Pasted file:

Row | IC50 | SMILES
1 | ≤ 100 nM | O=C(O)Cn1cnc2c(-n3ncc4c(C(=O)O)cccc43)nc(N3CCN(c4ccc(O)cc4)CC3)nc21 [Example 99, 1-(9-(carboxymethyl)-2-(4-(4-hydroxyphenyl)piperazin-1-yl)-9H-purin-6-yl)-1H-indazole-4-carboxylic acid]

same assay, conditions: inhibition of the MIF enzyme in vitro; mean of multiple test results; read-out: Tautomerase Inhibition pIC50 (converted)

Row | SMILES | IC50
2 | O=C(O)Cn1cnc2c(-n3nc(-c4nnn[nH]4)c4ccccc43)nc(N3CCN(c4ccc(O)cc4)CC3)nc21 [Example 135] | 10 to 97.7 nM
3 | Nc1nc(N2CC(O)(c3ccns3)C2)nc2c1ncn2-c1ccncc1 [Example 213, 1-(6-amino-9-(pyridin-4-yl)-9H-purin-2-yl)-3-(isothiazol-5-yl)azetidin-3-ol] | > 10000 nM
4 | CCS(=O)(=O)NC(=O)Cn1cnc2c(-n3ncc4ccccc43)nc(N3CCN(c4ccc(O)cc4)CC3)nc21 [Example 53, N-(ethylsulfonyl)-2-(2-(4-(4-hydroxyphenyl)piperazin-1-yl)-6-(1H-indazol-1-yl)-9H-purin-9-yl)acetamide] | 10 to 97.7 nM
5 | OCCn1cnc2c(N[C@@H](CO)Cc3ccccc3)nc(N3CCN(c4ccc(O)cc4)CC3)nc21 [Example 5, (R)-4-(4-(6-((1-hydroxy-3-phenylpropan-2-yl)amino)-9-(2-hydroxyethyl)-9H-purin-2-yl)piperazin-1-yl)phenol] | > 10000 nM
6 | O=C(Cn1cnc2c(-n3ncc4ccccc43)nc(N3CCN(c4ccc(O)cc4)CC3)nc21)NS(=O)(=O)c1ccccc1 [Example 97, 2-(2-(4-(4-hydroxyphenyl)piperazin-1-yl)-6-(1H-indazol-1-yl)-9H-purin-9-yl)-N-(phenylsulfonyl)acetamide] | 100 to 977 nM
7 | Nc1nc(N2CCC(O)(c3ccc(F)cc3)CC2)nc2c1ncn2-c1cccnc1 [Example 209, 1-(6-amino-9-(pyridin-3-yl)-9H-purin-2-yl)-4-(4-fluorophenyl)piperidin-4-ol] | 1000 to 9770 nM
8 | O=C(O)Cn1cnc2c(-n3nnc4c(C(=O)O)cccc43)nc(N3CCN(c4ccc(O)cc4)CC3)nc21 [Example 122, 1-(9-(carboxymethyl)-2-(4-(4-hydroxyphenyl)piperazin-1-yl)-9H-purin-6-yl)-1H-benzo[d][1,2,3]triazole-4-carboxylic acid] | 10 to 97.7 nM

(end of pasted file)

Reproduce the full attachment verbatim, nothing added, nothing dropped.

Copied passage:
Row | IC50 | SMILES
1 | ≤ 100 nM | O=C(O)Cn1cnc2c(-n3ncc4c(C(=O)O)cccc43)nc(N3CCN(c4ccc(O)cc4)CC3)nc21 [Example 99, 1-(9-(carboxymethyl)-2-(4-(4-hydroxyphenyl)piperazin-1-yl)-9H-purin-6-yl)-1H-indazole-4-carboxylic acid]

same assay, conditions: inhibition of the MIF enzyme in vitro; mean of multiple test results; read-out: Tautomerase Inhibition pIC50 (converted)

Row | SMILES | IC50
2 | O=C(O)Cn1cnc2c(-n3nc(-c4nnn[nH]4)c4ccccc43)nc(N3CCN(c4ccc(O)cc4)CC3)nc21 [Example 135] | 10 to 97.7 nM
3 | Nc1nc(N2CC(O)(c3ccns3)C2)nc2c1ncn2-c1ccncc1 [Example 213, 1-(6-amino-9-(pyridin-4-yl)-9H-purin-2-yl)-3-(isothiazol-5-yl)azetidin-3-ol] | > 10000 nM
4 | CCS(=O)(=O)NC(=O)Cn1cnc2c(-n3ncc4ccccc43)nc(N3CCN(c4ccc(O)cc4)CC3)nc21 [Example 53, N-(ethylsulfonyl)-2-(2-(4-(4-hydroxyphenyl)piperazin-1-yl)-6-(1H-indazol-1-yl)-9H-purin-9-yl)acetamide] | 10 to 97.7 nM
5 | OCCn1cnc2c(N[C@@H](CO)Cc3ccccc3)nc(N3CCN(c4ccc(O)cc4)CC3)nc21 [Example 5, (R)-4-(4-(6-((1-hydroxy-3-phenylpropan-2-yl)amino)-9-(2-hydroxyethyl)-9H-purin-2-yl)piperazin-1-yl)phenol] | > 10000 nM
6 | O=C(Cn1cnc2c(-n3ncc4ccccc43)nc(N3CCN(c4ccc(O)cc4)CC3)nc21)NS(=O)(=O)c1ccccc1 [Example 97, 2-(2-(4-(4-hydroxyphenyl)piperazin-1-yl)-6-(1H-indazol-1-yl)-9H-purin-9-yl)-N-(phenylsulfonyl)acetamide] | 100 to 977 nM
7 | Nc1nc(N2CCC(O)(c3ccc(F)cc3)CC2)nc2c1ncn2-c1cccnc1 [Example 209, 1-(6-amino-9-(pyridin-3-yl)-9H-purin-2-yl)-4-(4-fluorophenyl)piperidin-4-ol] | 1000 to 9770 nM
8 | O=C(O)Cn1cnc2c(-n3nnc4c(C(=O)O)cccc43)nc(N3CCN(c4ccc(O)cc4)CC3)nc21 [Example 122, 1-(9-(carboxymethyl)-2-(4-(4-hydroxyphenyl)piperazin-1-yl)-9H-purin-6-yl)-1H-benzo[d][1,2,3]triazole-4-carboxylic acid] | 10 to 97.7 nM